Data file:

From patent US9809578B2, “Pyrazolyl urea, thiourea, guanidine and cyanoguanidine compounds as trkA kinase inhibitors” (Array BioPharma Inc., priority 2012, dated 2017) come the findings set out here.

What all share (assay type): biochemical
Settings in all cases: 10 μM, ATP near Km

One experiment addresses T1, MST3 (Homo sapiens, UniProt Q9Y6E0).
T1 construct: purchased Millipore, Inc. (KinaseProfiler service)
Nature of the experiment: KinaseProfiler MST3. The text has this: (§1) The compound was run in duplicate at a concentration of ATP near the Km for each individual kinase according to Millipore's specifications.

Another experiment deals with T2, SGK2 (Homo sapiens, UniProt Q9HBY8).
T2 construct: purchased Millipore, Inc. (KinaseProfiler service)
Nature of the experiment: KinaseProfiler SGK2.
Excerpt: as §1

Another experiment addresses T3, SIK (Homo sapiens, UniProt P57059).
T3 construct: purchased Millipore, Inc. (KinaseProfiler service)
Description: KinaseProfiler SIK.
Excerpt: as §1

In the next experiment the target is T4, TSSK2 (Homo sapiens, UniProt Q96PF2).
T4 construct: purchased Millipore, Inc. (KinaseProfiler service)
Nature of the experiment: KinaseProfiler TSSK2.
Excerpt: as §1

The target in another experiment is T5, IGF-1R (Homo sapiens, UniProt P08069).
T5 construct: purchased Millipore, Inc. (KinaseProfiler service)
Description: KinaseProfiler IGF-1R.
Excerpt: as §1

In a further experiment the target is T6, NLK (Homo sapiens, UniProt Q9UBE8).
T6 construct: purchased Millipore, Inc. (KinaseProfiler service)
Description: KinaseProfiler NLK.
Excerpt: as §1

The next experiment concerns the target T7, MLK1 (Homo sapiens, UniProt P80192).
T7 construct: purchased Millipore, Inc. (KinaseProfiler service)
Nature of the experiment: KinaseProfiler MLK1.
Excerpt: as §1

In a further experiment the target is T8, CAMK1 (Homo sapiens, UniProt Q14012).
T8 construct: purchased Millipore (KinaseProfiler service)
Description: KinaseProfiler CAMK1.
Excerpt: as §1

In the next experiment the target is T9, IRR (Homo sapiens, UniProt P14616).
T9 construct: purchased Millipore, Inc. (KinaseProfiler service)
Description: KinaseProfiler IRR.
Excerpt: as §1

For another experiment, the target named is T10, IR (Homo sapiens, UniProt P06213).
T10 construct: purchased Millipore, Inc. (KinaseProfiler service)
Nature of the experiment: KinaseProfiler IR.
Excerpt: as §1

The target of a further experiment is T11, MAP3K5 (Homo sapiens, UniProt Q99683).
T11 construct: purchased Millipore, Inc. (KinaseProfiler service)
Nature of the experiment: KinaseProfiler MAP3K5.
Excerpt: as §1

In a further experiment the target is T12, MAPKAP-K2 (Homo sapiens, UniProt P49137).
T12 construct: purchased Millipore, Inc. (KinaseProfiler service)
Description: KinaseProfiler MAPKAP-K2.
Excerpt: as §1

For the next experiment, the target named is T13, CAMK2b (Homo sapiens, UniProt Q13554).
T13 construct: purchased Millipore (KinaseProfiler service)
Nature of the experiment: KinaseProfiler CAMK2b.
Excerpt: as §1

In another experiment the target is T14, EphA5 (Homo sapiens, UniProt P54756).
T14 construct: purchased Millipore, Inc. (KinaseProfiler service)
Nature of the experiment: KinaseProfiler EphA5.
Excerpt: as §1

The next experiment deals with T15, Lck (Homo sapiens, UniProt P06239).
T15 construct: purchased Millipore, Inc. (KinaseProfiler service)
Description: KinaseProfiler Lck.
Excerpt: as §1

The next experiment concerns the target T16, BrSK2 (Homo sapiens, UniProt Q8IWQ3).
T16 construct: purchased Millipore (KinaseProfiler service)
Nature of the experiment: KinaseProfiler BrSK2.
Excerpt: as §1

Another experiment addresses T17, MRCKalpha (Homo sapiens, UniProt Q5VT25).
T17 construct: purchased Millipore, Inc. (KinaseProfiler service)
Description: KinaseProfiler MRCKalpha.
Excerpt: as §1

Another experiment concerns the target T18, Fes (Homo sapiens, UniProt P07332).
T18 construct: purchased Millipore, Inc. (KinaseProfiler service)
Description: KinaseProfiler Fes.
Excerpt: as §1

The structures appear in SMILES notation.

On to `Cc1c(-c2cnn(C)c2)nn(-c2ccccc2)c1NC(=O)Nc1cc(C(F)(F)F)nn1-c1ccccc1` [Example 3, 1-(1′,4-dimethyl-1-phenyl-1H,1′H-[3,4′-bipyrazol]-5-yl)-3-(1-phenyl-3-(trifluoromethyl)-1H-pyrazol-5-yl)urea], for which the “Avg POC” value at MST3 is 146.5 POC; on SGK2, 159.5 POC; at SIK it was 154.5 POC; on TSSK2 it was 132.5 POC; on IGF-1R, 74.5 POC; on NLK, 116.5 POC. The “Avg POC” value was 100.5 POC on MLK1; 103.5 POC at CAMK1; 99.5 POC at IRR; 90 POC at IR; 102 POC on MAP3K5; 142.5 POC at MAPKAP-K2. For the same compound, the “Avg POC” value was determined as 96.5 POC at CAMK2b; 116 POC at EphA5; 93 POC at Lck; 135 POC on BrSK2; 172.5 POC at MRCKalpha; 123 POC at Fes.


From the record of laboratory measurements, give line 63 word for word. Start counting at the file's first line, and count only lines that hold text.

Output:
The next experiment concerns the target T16, BrSK2 (Homo sapiens, UniProt Q8IWQ3).